Just when we thought we were done with Route 50, we were discouraged to find that it was our path to Lake Tahoe. Ok. 10 more miles. How bad could that really be? You might think that after 465 miles on this road we would have known it better. Known it to never cease. Know that each time it gave us a small reprieve from climbing, it was only to rest our legs enough to battle the next hill. Known that it would be unforgiving as always.

The last 10 miles of Route 50 may have been the toughest yet. Having said our goodbyes to Mike in Carson City, we fought our last battle with Route 50 up and up and up and up Spooner Pass. It may only have been 10 miles, but it was a harsh 2,300 feet of elevation gain and brought us up over 7,000ft once again. We reached the top with red faces, cramped hands, and shaky legs.... But we were victorious.

As the hill descended into Lake Tahoe, Route 50 went south and we didn't even give it a passing glance as we turned north.

So I guess we don't really know what to call this road. When in Fallon, a waitress at the coffee shop called it, "The Deadliest Highway in America." At least that wasn't it.

Friday, September 16, 2011

We Believe in Miracles

This week has proven to be one of the most inspiring of the trip and we've experienced miracle after miracle as we've ridden through Utah, one of the most beautiful, yet also most intense states. Green River was our first stop after Moab and it was here that we met Richard.  Little did Richard know that he was soon to be a savior of our trip.  I noticed the morning after we rode out of Green River that I had left a pair of bike shorts hanging in a tree at our campsite in Green River State Park.  Richard answered the phone and the first thing he asked was, "We were all wondering how'd you manage to ride out of here without your shorts?" Haha... of course I had another pair.  Anyway, Richard agreed to take the shorts, in his free time, to the post office and use his own money to send them to the post office in Zion.  Of course I sent him the money in an envelope that day to pay him back, but there is no way to pay him back for his generosity.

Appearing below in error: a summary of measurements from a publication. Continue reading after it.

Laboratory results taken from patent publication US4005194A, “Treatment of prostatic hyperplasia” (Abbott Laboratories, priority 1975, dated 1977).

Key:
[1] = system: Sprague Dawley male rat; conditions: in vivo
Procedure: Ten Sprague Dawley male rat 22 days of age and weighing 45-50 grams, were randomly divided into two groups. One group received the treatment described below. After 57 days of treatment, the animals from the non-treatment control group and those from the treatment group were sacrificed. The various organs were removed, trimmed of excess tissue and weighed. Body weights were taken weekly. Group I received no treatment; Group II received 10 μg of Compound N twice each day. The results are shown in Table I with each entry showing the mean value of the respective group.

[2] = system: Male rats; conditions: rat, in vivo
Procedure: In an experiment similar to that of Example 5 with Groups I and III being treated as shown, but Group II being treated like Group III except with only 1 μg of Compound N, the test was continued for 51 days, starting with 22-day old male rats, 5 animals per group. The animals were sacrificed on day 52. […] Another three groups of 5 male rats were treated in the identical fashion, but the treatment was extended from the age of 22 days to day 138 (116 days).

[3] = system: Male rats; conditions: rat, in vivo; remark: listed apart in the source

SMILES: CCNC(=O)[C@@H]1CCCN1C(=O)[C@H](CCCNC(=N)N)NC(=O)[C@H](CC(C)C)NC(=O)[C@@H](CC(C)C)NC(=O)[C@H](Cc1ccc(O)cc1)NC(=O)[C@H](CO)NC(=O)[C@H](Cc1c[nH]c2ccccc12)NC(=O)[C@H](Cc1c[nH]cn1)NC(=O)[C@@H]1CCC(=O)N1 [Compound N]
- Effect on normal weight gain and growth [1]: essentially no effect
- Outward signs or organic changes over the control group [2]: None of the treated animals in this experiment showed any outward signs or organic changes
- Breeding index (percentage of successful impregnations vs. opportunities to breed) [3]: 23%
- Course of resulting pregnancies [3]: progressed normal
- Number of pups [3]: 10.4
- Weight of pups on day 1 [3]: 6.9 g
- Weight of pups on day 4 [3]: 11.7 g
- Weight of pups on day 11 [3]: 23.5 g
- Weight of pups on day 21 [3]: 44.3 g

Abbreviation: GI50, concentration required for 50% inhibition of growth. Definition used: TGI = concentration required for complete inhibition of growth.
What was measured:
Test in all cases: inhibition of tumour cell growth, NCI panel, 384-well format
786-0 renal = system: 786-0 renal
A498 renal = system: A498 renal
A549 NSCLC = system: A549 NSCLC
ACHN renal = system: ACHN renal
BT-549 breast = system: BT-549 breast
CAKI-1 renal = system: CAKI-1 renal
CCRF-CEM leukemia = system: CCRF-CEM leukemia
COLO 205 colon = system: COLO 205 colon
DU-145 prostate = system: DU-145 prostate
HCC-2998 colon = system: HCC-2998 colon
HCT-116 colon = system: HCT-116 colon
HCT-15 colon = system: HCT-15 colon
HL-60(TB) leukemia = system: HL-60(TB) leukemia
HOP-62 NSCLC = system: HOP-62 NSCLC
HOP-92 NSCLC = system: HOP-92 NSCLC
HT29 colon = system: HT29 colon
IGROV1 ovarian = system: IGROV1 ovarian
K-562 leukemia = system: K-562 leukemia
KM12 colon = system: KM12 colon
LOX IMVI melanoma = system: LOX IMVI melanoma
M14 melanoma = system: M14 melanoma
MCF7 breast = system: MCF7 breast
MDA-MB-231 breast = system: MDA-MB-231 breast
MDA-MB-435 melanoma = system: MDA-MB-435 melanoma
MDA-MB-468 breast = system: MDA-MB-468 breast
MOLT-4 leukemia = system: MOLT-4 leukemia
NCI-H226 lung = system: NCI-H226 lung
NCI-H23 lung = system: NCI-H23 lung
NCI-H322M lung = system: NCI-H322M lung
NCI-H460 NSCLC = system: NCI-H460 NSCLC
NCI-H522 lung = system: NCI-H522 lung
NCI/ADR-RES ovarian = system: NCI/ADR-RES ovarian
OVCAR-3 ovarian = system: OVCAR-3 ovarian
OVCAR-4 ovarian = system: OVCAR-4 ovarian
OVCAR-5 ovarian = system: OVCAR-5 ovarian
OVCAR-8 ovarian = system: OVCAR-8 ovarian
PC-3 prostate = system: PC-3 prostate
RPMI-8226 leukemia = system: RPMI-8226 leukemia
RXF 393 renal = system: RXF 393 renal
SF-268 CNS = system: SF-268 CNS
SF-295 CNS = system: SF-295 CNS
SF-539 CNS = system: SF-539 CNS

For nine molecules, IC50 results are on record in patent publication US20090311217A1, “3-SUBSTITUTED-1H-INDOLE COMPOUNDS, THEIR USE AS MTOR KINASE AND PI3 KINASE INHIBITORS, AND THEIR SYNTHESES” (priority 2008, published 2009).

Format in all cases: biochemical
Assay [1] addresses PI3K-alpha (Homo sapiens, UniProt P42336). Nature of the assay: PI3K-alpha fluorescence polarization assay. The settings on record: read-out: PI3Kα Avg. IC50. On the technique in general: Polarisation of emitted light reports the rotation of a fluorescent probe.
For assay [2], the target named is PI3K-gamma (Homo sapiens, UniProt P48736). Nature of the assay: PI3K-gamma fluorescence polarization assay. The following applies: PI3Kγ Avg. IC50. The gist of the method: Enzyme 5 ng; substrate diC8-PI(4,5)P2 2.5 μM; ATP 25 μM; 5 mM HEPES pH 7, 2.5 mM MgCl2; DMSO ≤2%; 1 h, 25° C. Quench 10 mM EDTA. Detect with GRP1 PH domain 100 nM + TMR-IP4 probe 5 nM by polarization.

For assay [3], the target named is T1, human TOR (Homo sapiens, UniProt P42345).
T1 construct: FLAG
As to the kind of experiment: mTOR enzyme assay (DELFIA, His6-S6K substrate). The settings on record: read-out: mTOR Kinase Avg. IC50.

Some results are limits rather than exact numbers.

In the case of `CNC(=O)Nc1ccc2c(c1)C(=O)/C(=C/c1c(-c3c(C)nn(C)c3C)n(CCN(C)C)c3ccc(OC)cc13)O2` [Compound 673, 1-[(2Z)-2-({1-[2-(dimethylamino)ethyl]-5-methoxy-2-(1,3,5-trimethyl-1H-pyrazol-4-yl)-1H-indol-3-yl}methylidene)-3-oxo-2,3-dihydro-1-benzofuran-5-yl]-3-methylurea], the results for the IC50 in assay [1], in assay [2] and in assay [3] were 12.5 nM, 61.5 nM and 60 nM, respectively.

One of the biggest miracles we've encountered here is the miracle of Utah! It is unexplainable in words how strangely beautiful the desert can be.  Cliffs, slot canyons, rivers, Hoo-Doos, and oceans of rock create a masterpiece impossible to re-create.  

The harsh landscape was not only candy for our eyes, but a workout for our legs. After our hardest climb of the entire trip, a 20 mile climb up 3,000 feet in elevation with grades as steep as 10 and 11%, we camped in Calf Creek Campground.  The six mile hike that afternoon through the canyon to a waterfall was the only way to end the day.

Along the way, we've had the good fortune of meeting a lively group of bike tourists on the same path as us. 

Being on the road for eight months with only the two of us has made us comfortable with each other.  We know how long it takes for each other to wake up and get on the road.  Adam has dealt with my insanely small bladder and looks for bushes on the side of the road for me to hide behind every half hour or so.  And I am (mostly) happy to stop or ride back and forth for Adam to snap pictures around every corner.  I was nervous at the proposal to ride for a few days with others.  I wasn't sure how this would upset our routine and so I was hesitant.